Please address all five questions.
Please read the whole of the Lavis SUPPORT article first, because it has clear instructions and some guidance (see Tables 1 & 2) on how to conduct a structured
assessment of applicability of the evidence from the review to your setting.
In preparing your answers to these five questions, you must draw on relevant literature provided in the subject, including at least two of the following:
• Issues with public health evidence: see Frommer M & Rychetnik L (2003) ‘From Evidence-Based Medicine to Evidence-Based Public Health’ In V. Lin and B. Gibson (eds)
Evidence-Based Health Policy: Problems and Possibilities Oxford: Oxford University Press, p56-69. This will be on the LMS.
• Issues in the knowledge to action cycle: see Graham ID, Logan J, Harrison MB, Straus SE, Tetroe J, Caswell W, Robinson N. (2006) Lost in knowledge translation: time
for a map? J Contin Educ Health Prof: 26(1):13-24. Publicly available here: https://pram.mcgill.ca/seminars/i/Graham_2006_Lost_in_Knowledge_Translation.pdf
• Issues in systematic reviews and drawing conclusions: see Petticrew M (2003) Why certain systematic reviews reach uncertain conclusions. BMJ 326. Publicly available
• Issues in relating evidence to policy decisions: see Bowen S & Zwi AB (2005) Pathways to “Evidence-informed” policy and practice: a framework for action. PLoS
Medicine 2(7). Available here: https://www.plosmedicine.org/article/info%3Adoi%2F10.1371%2Fjournal.pmed.0020166
The essay must be around 3500 words including tables. It must not exceed 3750 words (excluding references).
Essay submission instructions
• You must submit your essay via Turnitin.
The La Trobe site is a good one with many links to learning materials: https://www.latrobe.edu.au/students/learning.
If you are out of practice with writing essays and need a simple guide on writing paragraphs, paraphrasing and summarising, then this RMIT resource is very good:
The La Trobe library site has a good guide for referencing in the APA style. https://www.lib.latrobe.edu.au/referencing-tool/
Essay 2 marking matrix
50-59% – D 60-69% – C 70-79% – B 80-100% – A
Addressing the Topic Provides some evidence of having read and thought about the assessment requirement.
Has some understanding of key issues and concepts.
Has not completely grasped the issue of how the findings can be applied to policy or practice. Shows some independent thinking about the assessment requirement.
Demonstrates a reasonable understanding of key issues and concepts.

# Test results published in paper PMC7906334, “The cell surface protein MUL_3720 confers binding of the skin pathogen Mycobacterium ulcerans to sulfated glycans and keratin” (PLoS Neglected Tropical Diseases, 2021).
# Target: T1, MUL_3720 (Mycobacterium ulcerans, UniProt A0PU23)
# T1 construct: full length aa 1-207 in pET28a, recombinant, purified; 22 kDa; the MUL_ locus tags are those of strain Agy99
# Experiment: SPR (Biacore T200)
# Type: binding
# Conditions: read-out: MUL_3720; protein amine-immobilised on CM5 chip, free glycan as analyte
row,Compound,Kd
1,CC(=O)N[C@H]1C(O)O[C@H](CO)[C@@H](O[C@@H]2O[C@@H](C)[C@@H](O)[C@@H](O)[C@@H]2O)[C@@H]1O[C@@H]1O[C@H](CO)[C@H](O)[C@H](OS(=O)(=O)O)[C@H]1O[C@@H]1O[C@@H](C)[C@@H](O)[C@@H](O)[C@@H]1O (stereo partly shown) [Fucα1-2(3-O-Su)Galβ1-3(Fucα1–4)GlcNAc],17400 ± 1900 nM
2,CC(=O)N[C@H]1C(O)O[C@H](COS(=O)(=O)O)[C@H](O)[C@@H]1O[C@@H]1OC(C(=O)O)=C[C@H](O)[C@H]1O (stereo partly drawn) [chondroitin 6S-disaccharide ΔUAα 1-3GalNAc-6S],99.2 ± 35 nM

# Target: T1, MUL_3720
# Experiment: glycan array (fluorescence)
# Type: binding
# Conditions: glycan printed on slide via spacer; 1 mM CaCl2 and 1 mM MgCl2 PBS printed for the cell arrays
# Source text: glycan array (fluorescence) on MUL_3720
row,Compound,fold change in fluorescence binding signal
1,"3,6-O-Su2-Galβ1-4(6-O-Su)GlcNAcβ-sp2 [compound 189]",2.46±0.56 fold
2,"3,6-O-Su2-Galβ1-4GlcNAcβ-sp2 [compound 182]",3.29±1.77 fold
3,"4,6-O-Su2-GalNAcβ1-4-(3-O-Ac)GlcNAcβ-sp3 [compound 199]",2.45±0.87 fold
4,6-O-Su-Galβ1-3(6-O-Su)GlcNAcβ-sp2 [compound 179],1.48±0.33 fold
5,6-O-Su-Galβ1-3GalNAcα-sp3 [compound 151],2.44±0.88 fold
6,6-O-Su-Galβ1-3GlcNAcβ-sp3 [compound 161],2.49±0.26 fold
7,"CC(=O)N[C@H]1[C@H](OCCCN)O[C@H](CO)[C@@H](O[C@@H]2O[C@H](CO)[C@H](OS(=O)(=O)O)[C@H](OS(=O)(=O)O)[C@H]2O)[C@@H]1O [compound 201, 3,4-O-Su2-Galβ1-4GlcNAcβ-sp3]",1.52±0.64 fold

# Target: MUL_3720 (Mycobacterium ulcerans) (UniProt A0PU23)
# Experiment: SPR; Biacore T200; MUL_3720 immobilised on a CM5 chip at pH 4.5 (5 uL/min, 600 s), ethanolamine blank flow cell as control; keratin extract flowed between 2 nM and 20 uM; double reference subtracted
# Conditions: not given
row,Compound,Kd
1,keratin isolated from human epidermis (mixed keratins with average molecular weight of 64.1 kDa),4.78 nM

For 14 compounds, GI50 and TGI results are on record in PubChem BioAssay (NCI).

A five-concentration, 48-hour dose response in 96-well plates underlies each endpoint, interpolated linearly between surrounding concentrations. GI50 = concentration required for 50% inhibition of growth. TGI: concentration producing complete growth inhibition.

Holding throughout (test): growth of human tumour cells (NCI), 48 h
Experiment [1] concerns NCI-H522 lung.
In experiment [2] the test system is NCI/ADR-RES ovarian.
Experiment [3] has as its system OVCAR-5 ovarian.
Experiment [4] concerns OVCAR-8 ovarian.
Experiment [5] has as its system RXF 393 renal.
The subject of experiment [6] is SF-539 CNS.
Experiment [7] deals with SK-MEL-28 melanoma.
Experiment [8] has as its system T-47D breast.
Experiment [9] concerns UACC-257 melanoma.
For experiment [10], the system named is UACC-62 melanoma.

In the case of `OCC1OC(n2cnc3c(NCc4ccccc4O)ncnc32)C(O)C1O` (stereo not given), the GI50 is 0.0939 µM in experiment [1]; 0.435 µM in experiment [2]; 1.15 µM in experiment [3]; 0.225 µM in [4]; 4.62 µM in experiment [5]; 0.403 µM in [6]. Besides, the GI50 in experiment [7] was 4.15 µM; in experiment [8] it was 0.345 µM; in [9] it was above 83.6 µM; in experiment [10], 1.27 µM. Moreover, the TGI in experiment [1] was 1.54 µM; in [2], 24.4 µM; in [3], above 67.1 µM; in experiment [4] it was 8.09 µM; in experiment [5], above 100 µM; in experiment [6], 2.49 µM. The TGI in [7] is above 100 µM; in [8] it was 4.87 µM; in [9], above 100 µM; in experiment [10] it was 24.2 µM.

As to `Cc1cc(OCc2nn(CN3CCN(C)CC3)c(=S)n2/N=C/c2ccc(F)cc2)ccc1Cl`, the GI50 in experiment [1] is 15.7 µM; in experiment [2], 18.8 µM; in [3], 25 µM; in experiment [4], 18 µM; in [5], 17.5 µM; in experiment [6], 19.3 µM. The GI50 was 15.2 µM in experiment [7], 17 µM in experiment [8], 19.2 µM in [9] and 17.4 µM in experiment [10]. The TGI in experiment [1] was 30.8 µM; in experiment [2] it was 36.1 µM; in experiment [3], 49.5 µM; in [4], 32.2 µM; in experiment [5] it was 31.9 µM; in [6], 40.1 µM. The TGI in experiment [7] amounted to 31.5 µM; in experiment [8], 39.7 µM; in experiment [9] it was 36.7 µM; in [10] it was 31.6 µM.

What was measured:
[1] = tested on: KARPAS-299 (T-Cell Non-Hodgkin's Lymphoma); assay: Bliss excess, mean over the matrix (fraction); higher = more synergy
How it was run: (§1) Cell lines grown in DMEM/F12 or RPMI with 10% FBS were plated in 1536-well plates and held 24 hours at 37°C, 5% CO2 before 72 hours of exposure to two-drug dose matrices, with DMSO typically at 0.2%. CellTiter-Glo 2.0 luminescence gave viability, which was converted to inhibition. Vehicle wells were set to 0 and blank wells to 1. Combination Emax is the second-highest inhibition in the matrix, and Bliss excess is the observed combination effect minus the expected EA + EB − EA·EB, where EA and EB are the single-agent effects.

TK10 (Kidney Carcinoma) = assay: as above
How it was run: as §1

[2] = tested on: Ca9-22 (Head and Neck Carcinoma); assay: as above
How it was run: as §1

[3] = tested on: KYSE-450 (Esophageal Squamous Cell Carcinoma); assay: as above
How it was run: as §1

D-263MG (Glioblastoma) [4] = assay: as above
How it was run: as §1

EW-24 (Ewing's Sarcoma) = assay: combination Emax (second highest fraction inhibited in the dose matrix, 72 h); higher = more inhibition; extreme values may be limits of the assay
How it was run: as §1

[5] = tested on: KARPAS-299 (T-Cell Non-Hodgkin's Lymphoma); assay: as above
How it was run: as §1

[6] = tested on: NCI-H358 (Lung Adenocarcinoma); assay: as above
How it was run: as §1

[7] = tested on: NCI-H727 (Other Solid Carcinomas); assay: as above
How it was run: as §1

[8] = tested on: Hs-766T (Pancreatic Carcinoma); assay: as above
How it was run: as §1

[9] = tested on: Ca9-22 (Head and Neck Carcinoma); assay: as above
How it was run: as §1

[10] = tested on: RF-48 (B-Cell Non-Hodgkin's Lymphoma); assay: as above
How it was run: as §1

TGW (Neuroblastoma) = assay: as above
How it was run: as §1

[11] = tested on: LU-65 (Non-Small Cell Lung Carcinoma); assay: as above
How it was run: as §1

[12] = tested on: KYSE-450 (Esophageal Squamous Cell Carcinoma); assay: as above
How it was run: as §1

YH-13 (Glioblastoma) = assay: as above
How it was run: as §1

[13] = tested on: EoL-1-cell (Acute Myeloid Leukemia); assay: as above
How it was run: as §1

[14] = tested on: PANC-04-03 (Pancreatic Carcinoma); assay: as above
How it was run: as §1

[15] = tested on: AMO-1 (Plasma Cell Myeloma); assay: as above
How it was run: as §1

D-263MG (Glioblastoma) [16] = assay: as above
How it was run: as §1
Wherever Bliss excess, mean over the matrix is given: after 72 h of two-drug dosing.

Has some understanding of the issues associated with the application of the findings to policy or practice.
Responds thoughtfully to the assessment task.
Demonstrates a good understanding of key issues and concepts.
Demonstrates awareness of how the review question has been framed and the implications for the findings applied to policy or practice.
A sophisticated approach to the assessment task.
Demonstrates a solid understanding of key issues and concepts.
Demonstrates awareness of the scope of the review, and the implications for the findings applied to policy or practice.
reading Has partial understanding of the relevant literature. Has some understanding of the relevant literature. Has good understanding of the relevant literature. Has
excellent understanding of the relevant literature.
Expression Intelligible, although frequent errors in word choice, accuracy, expression or style may cause some strain for the reader. There are some errors in word
choice and/or grammar, expression or style but these do not interfere with understanding. Shows confidence in academic writing; contains only minor errors in spelling
Clear and concise written expression.
Formatting& referencing Limited ability to paraphrase &/or overuse of direct quotes.
Little evidence of ability to reference correctly. There are some problems with paraphrasing &/or over use of direct quotations.
Demonstrates a basic understanding of referencing conventions. Selected source material is most incorporated correctly and appropriately and the author’s voice is
clear. There may be minor errors in referencing.
Selected source material is incorporated seamlessly and effectively into the writing and referenced correctly.
Academic integrity means being honest in academic work and taking responsibility for learning the conventions of scholarship. La Trobe University views this seriously
as evidenced by the following extract:
Academic honesty is a fundamental principle in teaching, learning, research and scholarship. The University requires its academic staff and students to observe the
highest ethical standards in all aspects of academic work and it demonstrates its commitment to these values by awarding due credit for honestly conducted scholarly
work, and by penalising academic misconduct and all forms of cheating.
Academic Integrity Procedures (2010, p. 1 of 6)
Academic misconduct includes poor referencing, plagiarism, copying and cheating. You should familiarise yourself with your responsibilities in relation to Academic
Integrity and if you have any questions, direct them to your Course Coordinator. Information can be found on the website at: